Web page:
- Highlight ScratchConfig.ConfiguredScr… (since the rest is cut off, but it actually says ScratchConfig.ConfiguredScratchLocation)
- Click the pencil icon back at the top to edit and copy out the value showing.
- Now go back and highlight/edit the item right below it, looks like ScratchConfig.CurrentScratch… and copy out that value.
In my case, my configured scratch location (and current scratch location) showed something like this (anonymized):
Okay, so how do we find out if that is an actual valid location? In vSphere Client, it’s easy; since you’re already on the Configuration tab, click up to Storage in the “Hardware” box, click on the local data store in the Datastores window, and in the Datastore Details box you should see “Location” specified:
Sorry for the black cut-outs; those were the LUNs, but you see where location is in the lower part of the screen. Want to find the same information in the ‘new and improved’ web client? Too bad, it’s not there. The web client gives you the location in /vmfs/devices/disks/naa…. format and I don’t know if that’s valid for use in the scratch config or not:
Oh, wait, I stand corrected, it appears you can get the location info in the /vmfs/volumes/ format if you go to the Storage area of the web client instead of the Hosts area, then find that local datastore and click the Summary tab:
- So, from Home, go to vCenter Home
- Expand down as needed to see the relevant data center and data stores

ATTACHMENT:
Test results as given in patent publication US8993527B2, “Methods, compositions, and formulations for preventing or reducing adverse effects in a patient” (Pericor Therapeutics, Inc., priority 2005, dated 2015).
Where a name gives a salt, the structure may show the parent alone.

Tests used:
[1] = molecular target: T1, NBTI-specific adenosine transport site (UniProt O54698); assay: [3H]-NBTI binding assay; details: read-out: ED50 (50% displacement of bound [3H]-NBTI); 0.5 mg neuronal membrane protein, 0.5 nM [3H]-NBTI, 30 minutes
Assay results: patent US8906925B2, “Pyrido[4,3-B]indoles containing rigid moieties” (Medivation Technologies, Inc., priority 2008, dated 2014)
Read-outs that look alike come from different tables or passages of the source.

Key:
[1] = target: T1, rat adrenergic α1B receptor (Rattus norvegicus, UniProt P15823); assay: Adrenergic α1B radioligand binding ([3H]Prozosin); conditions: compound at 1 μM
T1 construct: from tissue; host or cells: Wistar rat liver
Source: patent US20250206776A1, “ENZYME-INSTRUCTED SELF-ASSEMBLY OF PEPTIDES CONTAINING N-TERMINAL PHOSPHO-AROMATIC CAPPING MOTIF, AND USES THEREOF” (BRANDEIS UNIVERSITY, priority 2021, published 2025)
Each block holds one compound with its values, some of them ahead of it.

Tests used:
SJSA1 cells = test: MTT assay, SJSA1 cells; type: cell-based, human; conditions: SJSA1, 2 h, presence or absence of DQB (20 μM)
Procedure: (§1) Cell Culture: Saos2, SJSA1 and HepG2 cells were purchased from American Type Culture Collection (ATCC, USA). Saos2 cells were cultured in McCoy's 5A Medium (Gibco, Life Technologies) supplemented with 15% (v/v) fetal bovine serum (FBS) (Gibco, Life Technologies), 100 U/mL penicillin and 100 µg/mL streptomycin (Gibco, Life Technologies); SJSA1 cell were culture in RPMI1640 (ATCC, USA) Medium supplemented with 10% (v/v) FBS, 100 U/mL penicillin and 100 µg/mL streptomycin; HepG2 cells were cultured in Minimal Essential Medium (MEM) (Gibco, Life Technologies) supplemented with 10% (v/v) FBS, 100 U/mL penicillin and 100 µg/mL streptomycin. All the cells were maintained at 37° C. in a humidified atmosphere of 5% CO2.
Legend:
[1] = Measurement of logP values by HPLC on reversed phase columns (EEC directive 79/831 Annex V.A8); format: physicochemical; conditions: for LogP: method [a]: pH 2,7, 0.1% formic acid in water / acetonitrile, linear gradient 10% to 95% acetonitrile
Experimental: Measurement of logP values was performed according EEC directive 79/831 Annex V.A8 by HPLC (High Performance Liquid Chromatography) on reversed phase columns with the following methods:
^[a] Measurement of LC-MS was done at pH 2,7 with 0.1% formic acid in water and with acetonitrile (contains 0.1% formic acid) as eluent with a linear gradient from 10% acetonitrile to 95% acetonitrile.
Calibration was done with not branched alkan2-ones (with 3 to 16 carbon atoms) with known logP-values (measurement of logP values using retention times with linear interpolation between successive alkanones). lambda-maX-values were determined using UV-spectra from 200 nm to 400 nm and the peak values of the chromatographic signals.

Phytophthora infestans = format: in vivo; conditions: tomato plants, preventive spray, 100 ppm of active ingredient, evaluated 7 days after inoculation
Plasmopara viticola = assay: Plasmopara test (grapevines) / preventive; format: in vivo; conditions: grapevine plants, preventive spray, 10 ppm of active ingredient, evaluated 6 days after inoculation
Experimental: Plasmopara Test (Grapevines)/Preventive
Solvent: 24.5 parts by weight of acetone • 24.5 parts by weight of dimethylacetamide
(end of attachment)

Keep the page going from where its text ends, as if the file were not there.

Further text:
- Click the one that matches the host in question
- Summary tab on the middle panel
Alright, so with all that out of the way, the important bit of information here is that what I had set for ScratchConfig.ConfiguredScratchLocation did NOT match a valid VMFS volume. Did not yet know why that was the case but decided to fix first and ask questions later. I opened the Datastore Browser on the local datastore on that host and created a folder called scratch. Next, went back to the advanced config ScratchConfig.ConfiguredScratchLocation setting and changed it to match the valid path to the new scratch folder; i.e. /vmfs/volumes/…uuid…/scratch
After a host reboot, my scratch folder now contains var, downloads, log, core and vsantraces; interesting. Went back to Update Manager and I was able to successfully upgrade the host to 5.5 now; it was no longer showing an error.
Okay, with all that behind me, I did finally figure out where the problem began. The server in question had a hardware failure after ESXi 5.1 had been installed. It uses a pair of mirrored drives on a raid controller solely for ESXi to boot from, and for scratch apparently. When the hardware failed, an identical new blade was installed in its place, the drives put back in, raid controller configured to import the foreign config found on the drives and we’re back in business. Apparently the UUID’s in the /vmfs/volumes/ paths are built based on some combination of data that includes the server hardware and/or raid controller, so the same drives in the new server had a different path, and the scratch directory had been wrong ever since that hardware swap.
So moral of that story is if you replace the hardware for a vSphere host, but keep the drives so an OS reinstall is not performed, your scratch path will probably be incorrect from that point forward.